Key to being a good father is in emotional connection
Can you recall what a lecturer from the University of Cape Town is alleged to have said about wanting to rape his own daughter? He alleged he saw nothing good in her.
But all is not lost. Sonke Gender Justice and the Human Sciences Research Council (HSRC) recently released a study, "State of South Africa's Fathers 2018".
One of its findings, which I find appealing, is the important role that men play when they participate in the pregnancy, birth and the early years of their children's lives and it goes on to say that this experience transforms them as men and creates an emotional attachment with their children.
Now listen to what one of the many children had to say about their father: "I am 17 years [old]. I never knew my father, and my mother died when I was four years old. I was raised by my sister and her husband.
"I call them mother and father because they are my parents. Father, he means a lot to me. He took me in his house when I had no home. He sent me to school and attends parental meetings as it is required.
"He reminds me to do my school work and to do well at school.
"When I am sad he makes jokes just to see me happy. He washes our clothes and sometimes cooks for us. He likes to talk to us (me and my younger sister) about life and the future. He always says he only wants us to be equal to his two sons. He wants us to grow and be educated and responsible."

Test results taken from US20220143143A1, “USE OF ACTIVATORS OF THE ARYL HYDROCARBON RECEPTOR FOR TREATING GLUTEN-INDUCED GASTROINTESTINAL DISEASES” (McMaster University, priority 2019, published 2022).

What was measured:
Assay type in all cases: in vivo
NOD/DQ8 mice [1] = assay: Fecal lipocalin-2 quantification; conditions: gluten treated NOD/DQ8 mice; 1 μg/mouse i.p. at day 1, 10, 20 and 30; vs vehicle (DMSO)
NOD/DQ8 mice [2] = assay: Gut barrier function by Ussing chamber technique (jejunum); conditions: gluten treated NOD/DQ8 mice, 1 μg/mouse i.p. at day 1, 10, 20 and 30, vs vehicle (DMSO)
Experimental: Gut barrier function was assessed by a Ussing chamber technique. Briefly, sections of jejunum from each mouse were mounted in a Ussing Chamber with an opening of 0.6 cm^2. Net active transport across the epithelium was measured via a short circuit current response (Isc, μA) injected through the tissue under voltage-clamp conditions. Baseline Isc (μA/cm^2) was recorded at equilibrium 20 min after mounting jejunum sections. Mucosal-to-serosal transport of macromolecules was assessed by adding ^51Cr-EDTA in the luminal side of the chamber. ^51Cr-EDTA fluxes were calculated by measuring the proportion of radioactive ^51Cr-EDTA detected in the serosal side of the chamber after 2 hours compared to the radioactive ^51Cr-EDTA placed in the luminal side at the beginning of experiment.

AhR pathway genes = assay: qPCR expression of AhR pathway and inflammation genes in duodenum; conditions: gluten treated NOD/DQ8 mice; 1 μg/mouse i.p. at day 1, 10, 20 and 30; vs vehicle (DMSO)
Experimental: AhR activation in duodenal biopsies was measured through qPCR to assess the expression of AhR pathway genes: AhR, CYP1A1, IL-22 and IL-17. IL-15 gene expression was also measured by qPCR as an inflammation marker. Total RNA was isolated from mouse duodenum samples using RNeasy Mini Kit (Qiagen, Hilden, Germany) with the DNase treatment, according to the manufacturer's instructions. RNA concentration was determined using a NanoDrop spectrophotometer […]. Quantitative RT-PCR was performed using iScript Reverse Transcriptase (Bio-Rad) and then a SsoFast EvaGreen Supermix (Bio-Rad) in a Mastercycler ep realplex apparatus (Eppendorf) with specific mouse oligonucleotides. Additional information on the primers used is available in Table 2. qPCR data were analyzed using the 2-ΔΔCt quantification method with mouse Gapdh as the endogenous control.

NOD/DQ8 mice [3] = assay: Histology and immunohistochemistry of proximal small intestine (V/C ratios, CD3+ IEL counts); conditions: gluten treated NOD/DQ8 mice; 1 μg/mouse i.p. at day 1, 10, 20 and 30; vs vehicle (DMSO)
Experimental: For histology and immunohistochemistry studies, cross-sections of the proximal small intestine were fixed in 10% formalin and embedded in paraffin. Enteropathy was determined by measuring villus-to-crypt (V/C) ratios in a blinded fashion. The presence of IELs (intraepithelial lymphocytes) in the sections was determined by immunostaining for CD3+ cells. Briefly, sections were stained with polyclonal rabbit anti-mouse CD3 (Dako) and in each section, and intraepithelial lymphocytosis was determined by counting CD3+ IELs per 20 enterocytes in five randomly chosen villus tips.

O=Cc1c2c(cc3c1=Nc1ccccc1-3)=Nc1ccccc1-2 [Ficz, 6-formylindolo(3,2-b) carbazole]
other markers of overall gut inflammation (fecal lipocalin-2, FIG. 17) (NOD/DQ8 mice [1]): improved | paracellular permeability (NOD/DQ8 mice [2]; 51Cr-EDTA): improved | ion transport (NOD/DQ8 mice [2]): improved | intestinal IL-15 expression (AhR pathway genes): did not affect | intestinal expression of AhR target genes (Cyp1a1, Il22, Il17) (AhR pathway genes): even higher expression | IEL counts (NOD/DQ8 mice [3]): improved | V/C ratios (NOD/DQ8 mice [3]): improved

Someone form the Western Cape had this to say about his late father: "Sunday past was Father's Day and this year I missed you more than ever. I try my best not to miss you too much, but as I grow older I feel hurt and lost that you were taken too soon.
"We were not two years old when you decided to leave us and, yes, death has never been a choice but I was hoping you would find a reason to fight to live for us. Your death was brutal and cruel - that's what mom says all the time. She still cries herself to sleep, you know...
"Dad, I miss you. It sounds crazy because I have been told you can't miss something you never had, right?
"There are times when I need you. I don't even know what I need you for but I feel lost. There are times when things are tough at home, the money is too little, the smiles are ending and I wonder if maybe, just maybe, things would be better or maybe they would just be worse.
"I can't really say because I was never given a chance to get to know you and although I have been told about you, I wish I could experience you on my own."
These voices resonate with my own life.
I have never known my father. I was raised by a single, strong purposeful, conscientious caring mom, Lathiwe Elizabeth, who raised seven of us single-handedly.
These stories are saying a lot about the important role that we as fathers must play, should play and can play in the lives of our children.
Fatherhood is not about material things only, while those are important in bringing up our children.
Fatherhood is not just being an ATM in the lives of our children, fatherhood is about emotional connectedness and not just physical presence.